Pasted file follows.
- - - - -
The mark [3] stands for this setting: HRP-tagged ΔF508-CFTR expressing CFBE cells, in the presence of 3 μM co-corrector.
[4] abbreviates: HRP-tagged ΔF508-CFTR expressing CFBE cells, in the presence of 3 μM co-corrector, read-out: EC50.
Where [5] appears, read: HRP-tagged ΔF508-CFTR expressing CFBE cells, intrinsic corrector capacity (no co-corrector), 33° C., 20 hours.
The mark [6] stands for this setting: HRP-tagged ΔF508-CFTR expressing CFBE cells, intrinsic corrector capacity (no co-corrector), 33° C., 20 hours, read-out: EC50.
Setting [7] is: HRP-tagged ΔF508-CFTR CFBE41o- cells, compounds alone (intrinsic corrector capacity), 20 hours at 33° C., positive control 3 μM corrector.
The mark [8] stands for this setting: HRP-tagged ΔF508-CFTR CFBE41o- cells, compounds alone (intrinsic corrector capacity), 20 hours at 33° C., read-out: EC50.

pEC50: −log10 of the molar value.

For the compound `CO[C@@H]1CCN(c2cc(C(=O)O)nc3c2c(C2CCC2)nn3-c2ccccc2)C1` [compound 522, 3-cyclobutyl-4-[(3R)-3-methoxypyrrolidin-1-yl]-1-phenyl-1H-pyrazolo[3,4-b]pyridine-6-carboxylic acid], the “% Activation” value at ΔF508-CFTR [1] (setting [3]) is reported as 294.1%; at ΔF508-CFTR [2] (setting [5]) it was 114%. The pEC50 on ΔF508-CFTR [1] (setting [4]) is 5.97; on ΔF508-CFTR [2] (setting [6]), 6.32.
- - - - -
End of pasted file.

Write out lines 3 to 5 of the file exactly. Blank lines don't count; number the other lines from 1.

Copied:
Where [5] appears, read: HRP-tagged ΔF508-CFTR expressing CFBE cells, intrinsic corrector capacity (no co-corrector), 33° C., 20 hours.
The mark [6] stands for this setting: HRP-tagged ΔF508-CFTR expressing CFBE cells, intrinsic corrector capacity (no co-corrector), 33° C., 20 hours, read-out: EC50.
Setting [7] is: HRP-tagged ΔF508-CFTR CFBE41o- cells, compounds alone (intrinsic corrector capacity), 20 hours at 33° C., positive control 3 μM corrector.